Example of blocking vs. non-blocking: Consider 4 distinct nodes on a network, A, B, C, and D. Suppose that A wants to send a message to B, and C wants to send a message to D. In a non-blocking network, it would be possible for both of these messages to be sent at the same time. In a blocking network, it might not be possible for both of the messages to be sent at the same time. Perhaps both message routes share a switch that can only handle one message at a time.
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For bisection bandwidth, if the bandwidth is low, then there are not many links that cross between the two sides of the network, so contention will be high. If the bandwidth is high, there are many links crossing the two sides, so contention will be lower.
For you nerds out there, a network would be blocking if the graph representing the network had a cutvertex.
Worst-case bisection bandwidth is almost k-connectivity.
An example of non-blocking given during the review session is if you have two nodes (A and B) connected to one switch (switch 1) which is connected to another switch (switch 2) which is connected to nodes C and D. If A wants to send a message to C, it will go from A -> switch 1 -> switch 2 -> C. If B wants to send a message to D, it will go from B -> switch 1 -> switch 2 -> C. If there is only one link between switch 1 and switch 2, then it is blocking. However, if you add a second link between switch 1 and switch 2, then even if A is sending a message to C and using up one of the links, B can still send a message to D through the second link, so the network is no longer blocking.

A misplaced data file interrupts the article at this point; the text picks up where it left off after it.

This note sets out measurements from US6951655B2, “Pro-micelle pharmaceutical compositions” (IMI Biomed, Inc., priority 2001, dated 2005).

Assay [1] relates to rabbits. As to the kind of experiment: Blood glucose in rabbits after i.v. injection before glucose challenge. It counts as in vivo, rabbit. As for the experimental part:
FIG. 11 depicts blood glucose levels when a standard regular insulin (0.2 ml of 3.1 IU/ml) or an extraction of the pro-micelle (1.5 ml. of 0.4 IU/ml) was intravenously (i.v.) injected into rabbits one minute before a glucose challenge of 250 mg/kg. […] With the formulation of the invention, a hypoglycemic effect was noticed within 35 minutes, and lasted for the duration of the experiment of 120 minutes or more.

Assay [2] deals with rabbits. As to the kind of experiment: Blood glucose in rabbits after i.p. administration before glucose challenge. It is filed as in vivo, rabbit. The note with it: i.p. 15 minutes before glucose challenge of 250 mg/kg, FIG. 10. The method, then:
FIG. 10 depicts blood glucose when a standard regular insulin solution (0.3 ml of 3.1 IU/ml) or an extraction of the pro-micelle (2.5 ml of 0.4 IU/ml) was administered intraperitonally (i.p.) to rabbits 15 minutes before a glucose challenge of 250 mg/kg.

Is the crossbar topology the only non-blocking topology?
@Leek: You may be interested in http://en.wikipedia.org/wiki/Nonblocking_minimal_spanning_switch
Bisection Bandwidth is measurement of the total network flow in the network.
Higher bisection bandwidth is better than lower, as it (potentially) reduces contention per wire.